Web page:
Recommendation: Keep the anchor text fairly similar to what’s in the global navigation, if not totally the same.
Links From Other Sites’ Footers
This type of footer link isn’t on your own site, but on someone else’s. Many sites will sell links, but they don’t want them to be prominently featured because they don’t want their users clicking away to someone else’s site. So they stick them way down in their footer, usually in a fairly light text and/or small font. In other cases, the business owners own lots of different sites, so they link to them all in the footer. Many of the latter sites seem to exist only in order to cross-link to other sites. Again, while this may have worked like a charm in the past, it’s most likely going to cause you grief today.
Recommendation: Of course it’s fine to link to your own sites where it makes sense within your other sites, so don’t worry about that. But if you don’t want to link prominently to them, it’s likely not a link that Google will want to count for anything. And of course if you’ve paid for links from other websites’ footers, you’d be better off having them removed at this point. There’s rarely a good explanation for a tiny link in someone’s footer other than strictly for fake link popularity purposes.
In general, I like to think that my advice on footer links and footer content is common sense. However, I was consulting with someone the other day who told me that there were two schools of thought about it. She had spoken with another SEO firm who told her it was a good thing! Rest assured that there are not two legitimate schools of thought on this topic. Anytime you’re doing something on your site that you hope real people don’t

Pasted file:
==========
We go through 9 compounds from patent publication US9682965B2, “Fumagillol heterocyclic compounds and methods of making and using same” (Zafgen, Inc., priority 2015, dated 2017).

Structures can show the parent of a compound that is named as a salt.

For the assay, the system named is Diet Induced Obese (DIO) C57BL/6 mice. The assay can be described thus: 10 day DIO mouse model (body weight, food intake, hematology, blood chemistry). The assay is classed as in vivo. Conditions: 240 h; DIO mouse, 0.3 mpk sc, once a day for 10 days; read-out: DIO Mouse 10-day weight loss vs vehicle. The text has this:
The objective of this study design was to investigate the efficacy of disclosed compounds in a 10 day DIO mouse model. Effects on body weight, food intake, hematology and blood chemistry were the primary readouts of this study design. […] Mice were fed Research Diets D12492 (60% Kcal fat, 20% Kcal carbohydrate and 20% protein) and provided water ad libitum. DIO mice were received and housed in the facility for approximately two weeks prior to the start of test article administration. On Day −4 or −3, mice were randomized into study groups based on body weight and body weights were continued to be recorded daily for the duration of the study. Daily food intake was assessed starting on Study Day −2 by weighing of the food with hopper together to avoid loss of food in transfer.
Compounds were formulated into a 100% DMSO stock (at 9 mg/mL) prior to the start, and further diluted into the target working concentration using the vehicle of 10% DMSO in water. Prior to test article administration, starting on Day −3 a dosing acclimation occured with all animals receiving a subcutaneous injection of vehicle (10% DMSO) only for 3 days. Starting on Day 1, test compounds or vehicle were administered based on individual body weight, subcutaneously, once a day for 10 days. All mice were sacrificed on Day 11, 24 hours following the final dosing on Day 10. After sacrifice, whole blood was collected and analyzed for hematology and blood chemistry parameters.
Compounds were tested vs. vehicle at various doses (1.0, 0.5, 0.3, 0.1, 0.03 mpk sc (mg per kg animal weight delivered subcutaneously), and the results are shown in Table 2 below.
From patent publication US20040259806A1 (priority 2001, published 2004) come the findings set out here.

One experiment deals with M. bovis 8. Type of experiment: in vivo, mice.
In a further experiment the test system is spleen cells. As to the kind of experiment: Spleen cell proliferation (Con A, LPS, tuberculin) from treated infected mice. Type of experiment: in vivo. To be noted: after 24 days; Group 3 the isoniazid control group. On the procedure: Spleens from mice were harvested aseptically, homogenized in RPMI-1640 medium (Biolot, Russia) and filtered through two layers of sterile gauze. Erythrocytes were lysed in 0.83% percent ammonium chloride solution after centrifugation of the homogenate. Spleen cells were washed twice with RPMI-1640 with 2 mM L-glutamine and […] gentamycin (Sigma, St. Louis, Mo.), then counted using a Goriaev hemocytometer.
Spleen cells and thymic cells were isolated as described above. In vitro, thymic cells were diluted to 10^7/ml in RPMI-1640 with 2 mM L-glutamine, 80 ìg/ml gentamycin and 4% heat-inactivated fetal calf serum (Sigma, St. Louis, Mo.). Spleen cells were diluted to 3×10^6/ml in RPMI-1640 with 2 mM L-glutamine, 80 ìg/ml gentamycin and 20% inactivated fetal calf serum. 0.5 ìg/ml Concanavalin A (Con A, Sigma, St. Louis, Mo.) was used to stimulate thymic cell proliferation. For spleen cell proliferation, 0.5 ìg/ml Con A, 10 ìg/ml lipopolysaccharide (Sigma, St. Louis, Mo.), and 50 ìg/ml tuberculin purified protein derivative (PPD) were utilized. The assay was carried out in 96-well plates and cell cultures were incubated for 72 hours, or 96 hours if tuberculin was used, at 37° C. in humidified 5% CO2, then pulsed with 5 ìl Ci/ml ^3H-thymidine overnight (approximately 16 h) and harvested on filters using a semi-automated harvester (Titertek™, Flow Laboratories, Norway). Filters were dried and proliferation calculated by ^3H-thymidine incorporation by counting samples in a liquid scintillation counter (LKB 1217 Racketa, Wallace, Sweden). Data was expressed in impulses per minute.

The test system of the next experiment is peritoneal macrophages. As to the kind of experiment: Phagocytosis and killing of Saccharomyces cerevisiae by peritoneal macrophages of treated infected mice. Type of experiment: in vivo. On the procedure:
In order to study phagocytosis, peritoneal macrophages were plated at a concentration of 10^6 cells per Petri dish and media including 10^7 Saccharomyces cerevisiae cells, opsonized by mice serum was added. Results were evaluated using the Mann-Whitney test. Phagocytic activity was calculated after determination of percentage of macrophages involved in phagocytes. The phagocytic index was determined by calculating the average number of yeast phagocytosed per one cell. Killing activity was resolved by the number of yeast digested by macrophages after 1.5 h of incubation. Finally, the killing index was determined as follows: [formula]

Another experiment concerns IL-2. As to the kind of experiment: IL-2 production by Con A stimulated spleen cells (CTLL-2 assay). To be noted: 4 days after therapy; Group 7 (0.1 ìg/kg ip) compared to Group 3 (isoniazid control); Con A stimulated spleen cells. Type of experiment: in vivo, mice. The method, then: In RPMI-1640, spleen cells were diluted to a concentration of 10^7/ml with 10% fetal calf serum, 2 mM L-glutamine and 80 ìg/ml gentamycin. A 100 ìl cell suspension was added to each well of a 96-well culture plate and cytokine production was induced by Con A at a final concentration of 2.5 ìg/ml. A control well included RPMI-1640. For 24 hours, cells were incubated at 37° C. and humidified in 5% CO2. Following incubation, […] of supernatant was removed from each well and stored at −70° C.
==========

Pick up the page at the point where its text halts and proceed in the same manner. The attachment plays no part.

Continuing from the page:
actually see, it’s “web spam” plain and simple. Thankfully, Google has finally figured out how to combat most of it.
If you’ve lost a good percentage of your targeted Google traffic, review the footer area of your site to ensure that you’re not abusing it.
Jill Whalen is the CEO of High Rankings, an SEO Consulting
company in the Boston, MA area
since 1995. Follow her on Twitter @JillWhalen
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Sneaky Footer Links and Other Footer Abuses That Google Dislikes